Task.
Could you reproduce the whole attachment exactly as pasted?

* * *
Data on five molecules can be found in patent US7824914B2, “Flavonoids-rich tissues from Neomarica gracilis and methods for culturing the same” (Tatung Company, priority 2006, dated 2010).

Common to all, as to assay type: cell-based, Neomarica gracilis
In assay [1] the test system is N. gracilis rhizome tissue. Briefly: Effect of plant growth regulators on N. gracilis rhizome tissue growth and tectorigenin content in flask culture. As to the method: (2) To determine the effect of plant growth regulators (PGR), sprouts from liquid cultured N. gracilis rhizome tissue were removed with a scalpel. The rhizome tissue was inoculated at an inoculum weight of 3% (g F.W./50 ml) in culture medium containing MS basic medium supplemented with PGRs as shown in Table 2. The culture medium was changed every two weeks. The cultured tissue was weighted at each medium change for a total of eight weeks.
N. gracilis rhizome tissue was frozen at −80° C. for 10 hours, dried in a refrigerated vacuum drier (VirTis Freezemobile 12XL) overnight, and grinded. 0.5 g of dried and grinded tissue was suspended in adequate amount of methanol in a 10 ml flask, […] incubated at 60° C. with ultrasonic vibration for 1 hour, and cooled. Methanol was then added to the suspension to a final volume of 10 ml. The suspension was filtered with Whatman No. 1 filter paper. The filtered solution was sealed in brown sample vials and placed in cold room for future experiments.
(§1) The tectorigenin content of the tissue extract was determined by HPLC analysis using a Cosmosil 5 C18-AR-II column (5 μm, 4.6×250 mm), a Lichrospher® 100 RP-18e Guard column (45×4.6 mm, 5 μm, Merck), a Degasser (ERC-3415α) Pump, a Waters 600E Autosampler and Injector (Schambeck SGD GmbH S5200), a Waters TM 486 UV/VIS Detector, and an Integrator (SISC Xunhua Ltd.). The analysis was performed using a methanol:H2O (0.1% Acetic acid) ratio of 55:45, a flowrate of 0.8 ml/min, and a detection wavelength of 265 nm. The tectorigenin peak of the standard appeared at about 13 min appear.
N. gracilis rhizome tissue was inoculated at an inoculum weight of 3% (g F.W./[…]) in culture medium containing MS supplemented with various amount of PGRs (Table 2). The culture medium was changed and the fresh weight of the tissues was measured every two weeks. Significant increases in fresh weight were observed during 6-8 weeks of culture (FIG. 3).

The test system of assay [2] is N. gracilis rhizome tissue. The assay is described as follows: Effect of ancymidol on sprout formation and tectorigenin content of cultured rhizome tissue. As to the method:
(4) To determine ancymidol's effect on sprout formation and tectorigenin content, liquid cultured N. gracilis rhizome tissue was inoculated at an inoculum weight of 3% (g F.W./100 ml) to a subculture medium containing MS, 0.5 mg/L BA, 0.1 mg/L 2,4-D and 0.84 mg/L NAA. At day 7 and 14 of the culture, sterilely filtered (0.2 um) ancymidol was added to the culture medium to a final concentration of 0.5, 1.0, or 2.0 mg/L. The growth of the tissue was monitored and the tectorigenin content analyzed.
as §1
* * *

Data on five molecules can be found in patent US7824914B2, “Flavonoids-rich tissues from Neomarica gracilis and methods for culturing the same” (Tatung Company, priority 2006, dated 2010).

Common to all, as to assay type: cell-based, Neomarica gracilis
In assay [1] the test system is N. gracilis rhizome tissue. Briefly: Effect of plant growth regulators on N. gracilis rhizome tissue growth and tectorigenin content in flask culture. As to the method: (2) To determine the effect of plant growth regulators (PGR), sprouts from liquid cultured N. gracilis rhizome tissue were removed with a scalpel. The rhizome tissue was inoculated at an inoculum weight of 3% (g F.W./50 ml) in culture medium containing MS basic medium supplemented with PGRs as shown in Table 2. The culture medium was changed every two weeks. The cultured tissue was weighted at each medium change for a total of eight weeks.
N. gracilis rhizome tissue was frozen at −80° C. for 10 hours, dried in a refrigerated vacuum drier (VirTis Freezemobile 12XL) overnight, and grinded. 0.5 g of dried and grinded tissue was suspended in adequate amount of methanol in a 10 ml flask, […] incubated at 60° C. with ultrasonic vibration for 1 hour, and cooled. Methanol was then added to the suspension to a final volume of 10 ml. The suspension was filtered with Whatman No. 1 filter paper. The filtered solution was sealed in brown sample vials and placed in cold room for future experiments.
(§1) The tectorigenin content of the tissue extract was determined by HPLC analysis using a Cosmosil 5 C18-AR-II column (5 μm, 4.6×250 mm), a Lichrospher® 100 RP-18e Guard column (45×4.6 mm, 5 μm, Merck), a Degasser (ERC-3415α) Pump, a Waters 600E Autosampler and Injector (Schambeck SGD GmbH S5200), a Waters TM 486 UV/VIS Detector, and an Integrator (SISC Xunhua Ltd.). The analysis was performed using a methanol:H2O (0.1% Acetic acid) ratio of 55:45, a flowrate of 0.8 ml/min, and a detection wavelength of 265 nm. The tectorigenin peak of the standard appeared at about 13 min appear.
N. gracilis rhizome tissue was inoculated at an inoculum weight of 3% (g F.W./[…]) in culture medium containing MS supplemented with various amount of PGRs (Table 2). The culture medium was changed and the fresh weight of the tissues was measured every two weeks. Significant increases in fresh weight were observed during 6-8 weeks of culture (FIG. 3).

The test system of assay [2] is N. gracilis rhizome tissue. The assay is described as follows: Effect of ancymidol on sprout formation and tectorigenin content of cultured rhizome tissue. As to the method:
(4) To determine ancymidol's effect on sprout formation and tectorigenin content, liquid cultured N. gracilis rhizome tissue was inoculated at an inoculum weight of 3% (g F.W./100 ml) to a subculture medium containing MS, 0.5 mg/L BA, 0.1 mg/L 2,4-D and 0.84 mg/L NAA. At day 7 and 14 of the culture, sterilely filtered (0.2 um) ancymidol was added to the culture medium to a final concentration of 0.5, 1.0, or 2.0 mg/L. The growth of the tissue was monitored and the tectorigenin content analyzed.
as §1